Languedoc is the region of ancient France from which the name Rocque was derived. It comes from when the family lived in La Rocque, in l'Herault, Languedoc.
Early Origins of the Rocque family
Languedoc where the family has held a family seat since ancient times.
Early History of the Rocque family
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Rocque Spelling Variations
Early Notables of the Rocque family (pre 1700)
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Migration of the Rocque family to the New World and Oceana
In 1643, 109 years after the first landings by Cartier, there were only about 300 people in Quebec. Migration was slow. The fur trade attracted migrants, both noble and commoner. By 1675, there were 7000 French in Quebec. By the same year the French Acadian presence in the Maritimes had reached 500. The French founded Lower Canada, thus becoming one of the two great founding nations of Canada. The family name Rocque has made many distinguished contributions in France and New France to the world of science, culture, religion, and education. Amongst the settlers in North America with this distinguished name Rocque were Joachim LaRoque settled in Louisiana in 1719; Stephen Larock settled in Virginia in 1648; Andrew Carles Larocque settled in Philadelphia in 1796; E. Larogue, aged 20.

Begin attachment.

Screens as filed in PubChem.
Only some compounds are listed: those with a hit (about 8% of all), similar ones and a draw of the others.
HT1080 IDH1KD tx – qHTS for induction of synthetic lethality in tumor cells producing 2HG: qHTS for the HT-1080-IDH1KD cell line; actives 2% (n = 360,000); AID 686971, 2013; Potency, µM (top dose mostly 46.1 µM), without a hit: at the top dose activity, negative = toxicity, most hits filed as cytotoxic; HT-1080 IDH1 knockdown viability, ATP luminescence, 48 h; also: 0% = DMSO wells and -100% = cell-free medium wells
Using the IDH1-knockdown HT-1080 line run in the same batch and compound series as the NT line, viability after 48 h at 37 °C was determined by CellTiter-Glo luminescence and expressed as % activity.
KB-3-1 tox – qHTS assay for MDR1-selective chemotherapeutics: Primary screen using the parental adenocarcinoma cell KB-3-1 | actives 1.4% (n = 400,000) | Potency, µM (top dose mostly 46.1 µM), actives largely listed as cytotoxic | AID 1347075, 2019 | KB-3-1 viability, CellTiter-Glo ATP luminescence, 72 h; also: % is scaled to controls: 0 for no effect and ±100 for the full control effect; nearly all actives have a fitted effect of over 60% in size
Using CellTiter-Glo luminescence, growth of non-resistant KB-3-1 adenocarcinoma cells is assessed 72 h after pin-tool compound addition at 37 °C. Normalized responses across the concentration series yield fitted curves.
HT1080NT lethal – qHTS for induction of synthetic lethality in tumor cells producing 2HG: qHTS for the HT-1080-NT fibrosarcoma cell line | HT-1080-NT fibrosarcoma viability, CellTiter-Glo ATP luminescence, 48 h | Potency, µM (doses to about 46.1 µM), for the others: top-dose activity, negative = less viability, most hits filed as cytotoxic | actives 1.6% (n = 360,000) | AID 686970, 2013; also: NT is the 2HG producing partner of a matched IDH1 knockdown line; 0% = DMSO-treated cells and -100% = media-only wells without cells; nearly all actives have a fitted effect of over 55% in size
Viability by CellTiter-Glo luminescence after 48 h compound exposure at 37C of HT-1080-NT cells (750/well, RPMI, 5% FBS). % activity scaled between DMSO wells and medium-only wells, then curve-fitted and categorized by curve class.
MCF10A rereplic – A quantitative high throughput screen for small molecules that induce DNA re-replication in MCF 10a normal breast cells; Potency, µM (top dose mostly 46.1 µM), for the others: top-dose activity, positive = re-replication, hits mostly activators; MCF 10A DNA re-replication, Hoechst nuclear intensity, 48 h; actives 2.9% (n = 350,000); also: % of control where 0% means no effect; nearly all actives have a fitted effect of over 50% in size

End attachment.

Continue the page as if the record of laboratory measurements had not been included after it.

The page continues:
Contemporary Notables of the name Rocque (post 1700)
The Rocque Motto
The motto was originally a war cry or slogan. Mottoes first began to be shown with arms in the 14th and 15th centuries, but were not in general use until the 17th century. Thus the oldest coats of arms generally do not include a motto. Mottoes seldom form part of the grant of arms: Under most heraldic authorities, a motto is an optional component of the coat of arms, and can be added to or changed at will; many families have chosen not to display a motto.
Motto: Deo vero et honori
Motto Translation: God and the honor
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